Andrew Little in Australia
26 November 2015
Anthony Robins - The Standard
A big policy change by Australia was never at all likely from Little's visit. But it looks like the visit has been positive and constructive.
A conversation that needs to be had, well done to Little for raising the profile of these issues. Contrary to Key's scaremongering about making things worse this seems to have been a positive and constructive visit.
Andrew Little given 'good hearing' on Kiwi rights in Australia despite pushback
Labour leader Andrew Little says he has received a “good hearing” from Australian politicians about the rights of Kiwis living across the ditch, despite some suggesting they should “go home” if they're not happy with the rules.
Little said the difficulties for Kiwis in obtaining Australian citizenship were discussed, along with their requirement to pay into a national disability insurance scheme that they could not make claims to.
“I think there was widespread acceptance that the idea that you pay into a scheme that you're then disentitled to make any claims on was just wrong.”
25 November 2015
'No eureka moment' from Australian govt on deportation rules - Andrew Little
Little says there was “no eureka moment” during a meeting with Australian immigration minister Peter Dutton, although he appeared willing to look at individual cases of supposed injustice.
A couple of cases we gave examples of and he expressed a willingness to look at them.”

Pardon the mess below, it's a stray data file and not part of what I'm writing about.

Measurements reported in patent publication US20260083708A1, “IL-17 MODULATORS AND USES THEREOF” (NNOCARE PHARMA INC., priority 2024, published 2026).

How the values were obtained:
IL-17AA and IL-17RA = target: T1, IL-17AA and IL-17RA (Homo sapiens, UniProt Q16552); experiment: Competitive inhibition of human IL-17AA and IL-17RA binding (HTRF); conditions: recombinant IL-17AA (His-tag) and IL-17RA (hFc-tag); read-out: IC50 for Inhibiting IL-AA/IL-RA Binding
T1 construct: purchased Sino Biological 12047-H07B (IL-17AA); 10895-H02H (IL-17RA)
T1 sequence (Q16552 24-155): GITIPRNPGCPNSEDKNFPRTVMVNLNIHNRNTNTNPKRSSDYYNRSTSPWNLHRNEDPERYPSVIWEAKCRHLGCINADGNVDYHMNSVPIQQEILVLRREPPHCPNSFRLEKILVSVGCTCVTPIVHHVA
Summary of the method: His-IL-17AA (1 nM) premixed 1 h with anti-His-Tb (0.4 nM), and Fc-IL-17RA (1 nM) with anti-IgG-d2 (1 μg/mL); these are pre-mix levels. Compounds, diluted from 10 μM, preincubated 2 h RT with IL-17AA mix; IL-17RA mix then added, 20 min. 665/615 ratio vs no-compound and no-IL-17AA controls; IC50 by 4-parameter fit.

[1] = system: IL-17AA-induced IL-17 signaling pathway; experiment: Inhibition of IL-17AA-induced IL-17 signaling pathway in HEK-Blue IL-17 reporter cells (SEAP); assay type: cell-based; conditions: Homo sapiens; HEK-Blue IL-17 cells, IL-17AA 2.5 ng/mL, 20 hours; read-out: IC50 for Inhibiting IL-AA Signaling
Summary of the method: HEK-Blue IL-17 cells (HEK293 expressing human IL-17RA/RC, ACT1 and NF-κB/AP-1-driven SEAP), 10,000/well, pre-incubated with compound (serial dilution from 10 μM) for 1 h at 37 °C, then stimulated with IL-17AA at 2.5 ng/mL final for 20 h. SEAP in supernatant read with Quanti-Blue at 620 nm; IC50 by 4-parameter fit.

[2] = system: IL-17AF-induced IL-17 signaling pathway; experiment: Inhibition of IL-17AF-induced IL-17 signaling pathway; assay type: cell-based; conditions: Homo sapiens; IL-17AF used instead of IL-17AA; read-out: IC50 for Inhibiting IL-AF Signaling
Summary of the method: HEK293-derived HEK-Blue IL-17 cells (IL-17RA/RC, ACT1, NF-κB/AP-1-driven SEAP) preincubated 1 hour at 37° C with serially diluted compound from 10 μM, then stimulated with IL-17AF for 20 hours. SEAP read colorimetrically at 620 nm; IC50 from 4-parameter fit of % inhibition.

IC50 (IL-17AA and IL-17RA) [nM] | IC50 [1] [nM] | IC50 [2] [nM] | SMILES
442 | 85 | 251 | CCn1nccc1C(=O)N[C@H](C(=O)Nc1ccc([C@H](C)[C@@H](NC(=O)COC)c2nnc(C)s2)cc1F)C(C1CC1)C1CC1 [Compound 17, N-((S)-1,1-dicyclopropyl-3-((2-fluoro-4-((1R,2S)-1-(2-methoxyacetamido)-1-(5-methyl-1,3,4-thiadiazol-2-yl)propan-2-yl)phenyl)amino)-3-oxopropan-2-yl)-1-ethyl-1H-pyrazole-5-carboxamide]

Little also met with Australian Labor leader Bill Shorten and other opposition MPs, after earlier speaking at two Australian standing committees on the rights of expat Kiwis. Most of those he spoke to had given him “a sympathetic hearing and a willingness to discuss the underlying policy issues”.
Andrew Little and Phil Goff appear before committees in Canberra
NZ Herald News
In a rare move, Mr Little and Mr Goff will today appear before two committees in Canberra — the Joint Standing Committee on Migration and Joint Standing Committee on Foreign Affairs, Defence and Trade. The primary purpose of the trip is to highlight the lack of rights for an estimated 250,000 to 350,000 Kiwis living in Australia on “non-protected” visas, including few welfare safety nets and no automatic path to permanent residency or citizenship.
After presenting to the foreign affairs committee, of which Dr Stone is a member, Mr Little said there was “very robust discussion” with clear views expressed. “But, in summary, I would say there was a broad acceptance that there is some unfairness in the way the rules are applied, and a willingness to look at that and make some refinements that has been in place since 2001.”
Mr Little and Mr Goff will this afternoon meet Opposition leader Bill Shorten and deputy leader Tanya Plibersek, Labor MPs, and Australian Immigration Minister Peter Dutton.
But partly because of Mr Little's Australian trip, focus is now switching to the related but wider issue of all New Zealand expat rights.
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